The World Bank (WB) published the ninth edition of its Tanzania Economic Update in April 2017, showing a strong and resilient economy, which however may be affected by wrong policies.
Under the State of the Economy section, the WB indicate its key findings and messages:
1) Tanzania’s economic growth rate remains higher than that of most neighboring countries.
Growth in Sub-Saharan Africa slowed down significantly, dropping from an average real GDP growth rate of 4.5% in the 2010-15 period to an estimated 1.5% in 2016, the lowest rate in more than two decades.
The decline in the region’s average growth rate is the result of a number of factors, most notably the ongoing adjustments to sluggish commodity prices and the slowdown in export demand.
However, Tanzania is one of the few resource-intensive African economies that have remained resilient in the face of volatile global conditions.
In 2016, Tanzania recorded a real GDP growth rate of nearly 7%, among the highest in the region, despite a slight decline in the third quarter of 2016.
2) The inflation rate remains relatively low and near the authorities’ medium-term target of 5%, although it has trended upward in recent months, following a tightening of the food supply and rising energy costs.
However, the decline in average global oil prices has been favourable for Tanzania’s fuel import bill, which declined by about 3% in the period from 2015 to 2016.
In contrast to the price of oil, the price of gold, which is one of Tanzania’s most significant exports, has declined by much less, cushioning the country from significant terms of trade shock.
3) The current account deficit has significantly improved, with gross reserves sufficient to cover four months of imports.
4) The fiscal deficit has been contained, standing at 3.5% of GDP at end-June 2016.
5) The Tanzanian shilling has remained stable in 2016, following significant depreciation and volatility in 2015.
However, the Bank also indicates that the Government’s tight fiscal and monetary stance may have weighed on economic performance.
The 2015-16 budget saw overall spending fall below target mainly because of under-execution of development projects.
External borrowing also fell short of expectations due to delays in securing funds from foreign lenders.
A decline in foreign financing of the budget has in turn slowed both money supply growth and credit growth to both the public and private sector.
In response, the Bank of Tanzania (BOT) has recently lowered the discount rate in order to boost domestic credit growth, especially to the private sector.
Tanzania Economic Outlook
According to WB the short to medium term macroeconomic outlook remains stable and favorable, but it will largely dependent on domestic policies and performances, as Tanzania has shown its resilience to the sluggish global economic conditions.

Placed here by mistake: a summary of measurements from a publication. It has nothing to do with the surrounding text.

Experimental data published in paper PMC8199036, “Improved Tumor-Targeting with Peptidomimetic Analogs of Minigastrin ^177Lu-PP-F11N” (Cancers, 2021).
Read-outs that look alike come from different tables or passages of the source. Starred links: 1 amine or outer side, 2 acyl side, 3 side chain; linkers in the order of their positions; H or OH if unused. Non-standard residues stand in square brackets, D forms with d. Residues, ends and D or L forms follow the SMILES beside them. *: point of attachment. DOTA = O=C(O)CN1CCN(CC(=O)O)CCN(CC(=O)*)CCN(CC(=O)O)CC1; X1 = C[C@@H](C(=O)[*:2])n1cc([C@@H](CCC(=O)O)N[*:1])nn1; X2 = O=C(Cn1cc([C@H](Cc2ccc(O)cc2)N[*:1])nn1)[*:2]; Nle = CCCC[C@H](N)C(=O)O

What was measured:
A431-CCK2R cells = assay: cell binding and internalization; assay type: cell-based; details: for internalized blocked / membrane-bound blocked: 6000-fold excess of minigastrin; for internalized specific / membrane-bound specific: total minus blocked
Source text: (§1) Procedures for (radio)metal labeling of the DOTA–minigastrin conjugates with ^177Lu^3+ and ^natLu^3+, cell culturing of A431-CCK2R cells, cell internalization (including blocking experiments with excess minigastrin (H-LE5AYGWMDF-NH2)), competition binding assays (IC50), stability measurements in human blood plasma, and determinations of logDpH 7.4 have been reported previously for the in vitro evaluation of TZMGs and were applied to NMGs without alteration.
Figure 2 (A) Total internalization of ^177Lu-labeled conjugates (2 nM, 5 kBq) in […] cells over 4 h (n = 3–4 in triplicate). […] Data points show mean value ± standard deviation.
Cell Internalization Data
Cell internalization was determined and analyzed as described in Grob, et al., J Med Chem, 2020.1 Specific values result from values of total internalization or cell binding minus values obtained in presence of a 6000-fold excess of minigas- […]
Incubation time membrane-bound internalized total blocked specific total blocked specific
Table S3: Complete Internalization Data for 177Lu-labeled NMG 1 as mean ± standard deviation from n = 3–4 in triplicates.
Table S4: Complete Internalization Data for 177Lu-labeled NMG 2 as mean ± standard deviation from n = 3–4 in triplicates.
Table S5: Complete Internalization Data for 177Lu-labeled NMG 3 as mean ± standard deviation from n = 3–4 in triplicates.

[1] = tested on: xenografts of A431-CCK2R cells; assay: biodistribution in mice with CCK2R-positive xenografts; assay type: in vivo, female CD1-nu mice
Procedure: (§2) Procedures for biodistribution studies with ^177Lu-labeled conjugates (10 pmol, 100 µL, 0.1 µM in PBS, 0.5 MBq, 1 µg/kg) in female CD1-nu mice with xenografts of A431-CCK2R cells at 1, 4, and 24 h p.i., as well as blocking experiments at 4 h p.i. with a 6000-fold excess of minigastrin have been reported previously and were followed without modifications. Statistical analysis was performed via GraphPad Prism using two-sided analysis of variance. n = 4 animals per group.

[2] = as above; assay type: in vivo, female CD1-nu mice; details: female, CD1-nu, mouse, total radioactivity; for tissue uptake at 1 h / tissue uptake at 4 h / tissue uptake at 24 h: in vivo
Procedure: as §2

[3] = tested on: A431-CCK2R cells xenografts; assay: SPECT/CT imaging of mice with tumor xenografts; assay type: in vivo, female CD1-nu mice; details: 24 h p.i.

The new administration has embarked upon a strong policy direction of improving public administration and clamping down on corruption.
While these public administration reforms are instrumental in strengthening accountability, they could also impact the private sector via two channels.
First, the private sector relies significantly on Government demand for goods and services, and policies that limit this demand will decrease private sector activity.
Second, policy adjustments, if they occur frequently, could cause uncertainty for the private sector, and this uncertainty could dampen private sector investment decisions, with negative implications for future growth.
This is why the Bank notes that to maintain and increase the growth momentum, the Government will need to focus on three key growth enablers:
1) Continued macroeconomic stability; the effective implementation of public investments; and supportive policies to promote private sector investment and growth.
2) Effective implementation of public investments; supportive policies to promote private sector investment and growth.
3) Supportive policies to promote private sector investment and growth.
The WB stresses that private sector should be encouraged to play a more significant role in investment and job creation, including through industrialization.
This could be facilitated through measures to improve access to affordable credit and reliable infrastructures such as power and transport.
Government efforts to streamline the regulatory environment are also critically important.
In her foreword, Bella Bird, Country Director for Tanzania, Malawi, Burundi and Somalia, sums it up “The impressive growth path of Tanzania to date has been driven by the decisions of the past. Future growth will be driven by the decisions of today’s leaders […] The Government must sustain efforts to mobilize domestic revenue and control recurrent expenditures, and make additional efforts to secure external financing of the budget, especially through maximizing the use of concessional resources and grants. Private sector resources must also be leveraged into key infrastructure investments, especially in energy and transport. Lessons need to be learned from past experiences, and the private sector engaged in transparent, win-win public private partnerships.”